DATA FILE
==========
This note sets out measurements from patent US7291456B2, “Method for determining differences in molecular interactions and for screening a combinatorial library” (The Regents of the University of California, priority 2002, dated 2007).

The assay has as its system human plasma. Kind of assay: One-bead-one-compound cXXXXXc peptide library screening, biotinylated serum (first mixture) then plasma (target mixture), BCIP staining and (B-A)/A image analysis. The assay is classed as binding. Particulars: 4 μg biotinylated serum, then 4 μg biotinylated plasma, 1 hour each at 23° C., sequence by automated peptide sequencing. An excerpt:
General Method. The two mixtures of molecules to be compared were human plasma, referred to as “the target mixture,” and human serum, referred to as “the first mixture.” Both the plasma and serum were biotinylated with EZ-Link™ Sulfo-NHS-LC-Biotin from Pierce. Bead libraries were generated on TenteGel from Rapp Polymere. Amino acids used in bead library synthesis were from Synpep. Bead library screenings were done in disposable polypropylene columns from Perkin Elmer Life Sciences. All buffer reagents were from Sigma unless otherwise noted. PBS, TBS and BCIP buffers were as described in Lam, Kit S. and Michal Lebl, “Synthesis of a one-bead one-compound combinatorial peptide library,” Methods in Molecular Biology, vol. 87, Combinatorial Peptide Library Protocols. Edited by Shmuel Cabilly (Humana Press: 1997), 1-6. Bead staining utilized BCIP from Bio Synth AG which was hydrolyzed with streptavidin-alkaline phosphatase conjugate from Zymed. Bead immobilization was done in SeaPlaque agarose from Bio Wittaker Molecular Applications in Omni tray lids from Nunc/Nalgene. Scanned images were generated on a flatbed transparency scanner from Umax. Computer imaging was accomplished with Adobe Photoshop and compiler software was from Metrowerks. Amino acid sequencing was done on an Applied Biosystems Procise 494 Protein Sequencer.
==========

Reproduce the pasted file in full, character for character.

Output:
This note sets out measurements from patent US7291456B2, “Method for determining differences in molecular interactions and for screening a combinatorial library” (The Regents of the University of California, priority 2002, dated 2007).

The assay has as its system human plasma. Kind of assay: One-bead-one-compound cXXXXXc peptide library screening, biotinylated serum (first mixture) then plasma (target mixture), BCIP staining and (B-A)/A image analysis. The assay is classed as binding. Particulars: 4 μg biotinylated serum, then 4 μg biotinylated plasma, 1 hour each at 23° C., sequence by automated peptide sequencing. An excerpt:
General Method. The two mixtures of molecules to be compared were human plasma, referred to as “the target mixture,” and human serum, referred to as “the first mixture.” Both the plasma and serum were biotinylated with EZ-Link™ Sulfo-NHS-LC-Biotin from Pierce. Bead libraries were generated on TenteGel from Rapp Polymere. Amino acids used in bead library synthesis were from Synpep. Bead library screenings were done in disposable polypropylene columns from Perkin Elmer Life Sciences. All buffer reagents were from Sigma unless otherwise noted. PBS, TBS and BCIP buffers were as described in Lam, Kit S. and Michal Lebl, “Synthesis of a one-bead one-compound combinatorial peptide library,” Methods in Molecular Biology, vol. 87, Combinatorial Peptide Library Protocols. Edited by Shmuel Cabilly (Humana Press: 1997), 1-6. Bead staining utilized BCIP from Bio Synth AG which was hydrolyzed with streptavidin-alkaline phosphatase conjugate from Zymed. Bead immobilization was done in SeaPlaque agarose from Bio Wittaker Molecular Applications in Omni tray lids from Nunc/Nalgene. Scanned images were generated on a flatbed transparency scanner from Umax. Computer imaging was accomplished with Adobe Photoshop and compiler software was from Metrowerks. Amino acid sequencing was done on an Applied Biosystems Procise 494 Protein Sequencer.